Other People’s Witchcraft

Do you ever think about how little we actually know about each other? Like, how telling you I’m a witch doesn’t actually give you much information at all about what I’m actually up to? And how even words like “Wiccan” and “Gardnerian” don’t actually tell you very much, because lots of people use them differently?

I think about that all the time. When someone tells me they’re a witch, I have to follow that up with, “What does that mean to you?” It’s not much easier when someone tells me they’re a “traditional Wiccan” or a “secular witch,” or whatever other label we’ve got floating around now. I can make reasonable guesses (“Okay, they probably don’t believe in gods,” or “They don’t subscribe to the Wiccan Rede”), but I’m for sure going to be wrong about a lot of things, unless I really can sit down with the person and pick their brain over time.

Though it was triggered by Katie Gerrad’s recent blog post, this video is not about the issue of same sex initiation. Rather, it started with a seeker friend who asked in response, “How do we really even know who’s initiating who? Couldn’t people just practice however they wanted and then just let people believe they were actually doing something different? Do people ever just lie so they don’t rock the boat?” And…yeah. They sure do.

This video isn’t about any single point of controversy in the Craft. Rather, it’s about the weird assumption we all seem to have that we ever know what another witch is up to.

If Everything Changes, What Good is Tradition?

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My friend and initiate, Corvus, is in the process of starting a coven, and the other night we got to chatting about what it will mean for her to go forward, both as part of a community and as an autonomous high priestess. What if she does something that pisses off her upline? What if she gets out into the community and decides she doesn’t fit in? What if she has genuine encounters with the gods that take her in directions beyond where she went with me? What if she goes on to initiate someone who everyone else hates, and then no one else wants to hang out and circle anymore? WHAT IF SHE RUINS EVERYTHING.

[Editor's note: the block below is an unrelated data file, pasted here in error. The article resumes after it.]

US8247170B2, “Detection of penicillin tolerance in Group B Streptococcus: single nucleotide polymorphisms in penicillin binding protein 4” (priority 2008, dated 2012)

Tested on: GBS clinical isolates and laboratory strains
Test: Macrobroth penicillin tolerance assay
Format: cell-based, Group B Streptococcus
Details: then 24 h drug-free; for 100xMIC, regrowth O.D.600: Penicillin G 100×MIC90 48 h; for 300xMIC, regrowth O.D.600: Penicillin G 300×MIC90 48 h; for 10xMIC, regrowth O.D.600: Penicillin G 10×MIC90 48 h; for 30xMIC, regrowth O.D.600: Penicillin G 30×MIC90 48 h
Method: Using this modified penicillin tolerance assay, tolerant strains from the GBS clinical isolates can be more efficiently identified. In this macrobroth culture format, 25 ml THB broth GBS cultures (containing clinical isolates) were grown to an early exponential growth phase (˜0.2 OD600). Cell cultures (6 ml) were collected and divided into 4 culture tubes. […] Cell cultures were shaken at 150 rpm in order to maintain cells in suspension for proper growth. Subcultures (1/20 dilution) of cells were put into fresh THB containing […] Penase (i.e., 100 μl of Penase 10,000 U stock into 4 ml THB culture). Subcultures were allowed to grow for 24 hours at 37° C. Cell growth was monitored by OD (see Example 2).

Clearly, a lot of this is anxiety-driven and not based in our actual relationship. The whole reason she was elevated and given the support to go off and start her own group is because we knew she’d be great at it and would be a credit to the tradition.

A lot of this, no doubt, sounds totally ridiculous to some of you who are not involved in traditional covens, with their lineages and their hierarchies and all that hoo-ha. Maybe this is exactly why you’re not involved. It’s a tricky thing, having to negotiate belonging in a lineaged tradition. It can feel like you’re being watched all the time, and like you’ve always got to answer for your choices. Every one of us has heard horror stories about what happens to people who cause too much offense, stray too far from what’s accepted, or don’t build the connections necessary to ensure that you and yours are recognized at the community table.

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